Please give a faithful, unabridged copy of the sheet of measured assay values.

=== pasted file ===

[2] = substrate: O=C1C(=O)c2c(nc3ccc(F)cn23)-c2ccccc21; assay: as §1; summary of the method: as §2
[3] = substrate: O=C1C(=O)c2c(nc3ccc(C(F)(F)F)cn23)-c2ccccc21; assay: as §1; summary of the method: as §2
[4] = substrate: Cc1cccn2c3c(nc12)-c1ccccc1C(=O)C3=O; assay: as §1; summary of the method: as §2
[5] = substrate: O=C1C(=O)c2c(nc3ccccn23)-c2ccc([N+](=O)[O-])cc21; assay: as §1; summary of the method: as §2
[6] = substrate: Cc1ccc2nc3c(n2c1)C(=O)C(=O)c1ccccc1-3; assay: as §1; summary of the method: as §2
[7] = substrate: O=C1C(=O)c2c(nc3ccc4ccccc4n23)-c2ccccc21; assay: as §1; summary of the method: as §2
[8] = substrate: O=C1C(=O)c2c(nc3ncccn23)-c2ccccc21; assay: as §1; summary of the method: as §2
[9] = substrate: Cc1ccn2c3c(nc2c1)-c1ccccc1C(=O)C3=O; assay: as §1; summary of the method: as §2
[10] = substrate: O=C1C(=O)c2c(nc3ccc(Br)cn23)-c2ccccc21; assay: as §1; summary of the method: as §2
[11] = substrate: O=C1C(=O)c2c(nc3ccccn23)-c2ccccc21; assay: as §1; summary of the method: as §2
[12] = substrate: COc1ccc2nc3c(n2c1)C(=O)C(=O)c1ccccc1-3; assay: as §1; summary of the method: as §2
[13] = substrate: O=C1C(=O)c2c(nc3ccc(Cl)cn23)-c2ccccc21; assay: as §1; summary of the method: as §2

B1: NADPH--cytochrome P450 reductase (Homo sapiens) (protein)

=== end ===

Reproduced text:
[2] = substrate: O=C1C(=O)c2c(nc3ccc(F)cn23)-c2ccccc21; assay: as §1; summary of the method: as §2
[3] = substrate: O=C1C(=O)c2c(nc3ccc(C(F)(F)F)cn23)-c2ccccc21; assay: as §1; summary of the method: as §2
[4] = substrate: Cc1cccn2c3c(nc12)-c1ccccc1C(=O)C3=O; assay: as §1; summary of the method: as §2
[5] = substrate: O=C1C(=O)c2c(nc3ccccn23)-c2ccc([N+](=O)[O-])cc21; assay: as §1; summary of the method: as §2
[6] = substrate: Cc1ccc2nc3c(n2c1)C(=O)C(=O)c1ccccc1-3; assay: as §1; summary of the method: as §2
[7] = substrate: O=C1C(=O)c2c(nc3ccc4ccccc4n23)-c2ccccc21; assay: as §1; summary of the method: as §2
[8] = substrate: O=C1C(=O)c2c(nc3ncccn23)-c2ccccc21; assay: as §1; summary of the method: as §2
[9] = substrate: Cc1ccn2c3c(nc2c1)-c1ccccc1C(=O)C3=O; assay: as §1; summary of the method: as §2
[10] = substrate: O=C1C(=O)c2c(nc3ccc(Br)cn23)-c2ccccc21; assay: as §1; summary of the method: as §2
[11] = substrate: O=C1C(=O)c2c(nc3ccccn23)-c2ccccc21; assay: as §1; summary of the method: as §2
[12] = substrate: COc1ccc2nc3c(n2c1)C(=O)C(=O)c1ccccc1-3; assay: as §1; summary of the method: as §2
[13] = substrate: O=C1C(=O)c2c(nc3ccc(Cl)cn23)-c2ccccc21; assay: as §1; summary of the method: as §2

B1: NADPH--cytochrome P450 reductase (Homo sapiens) (protein)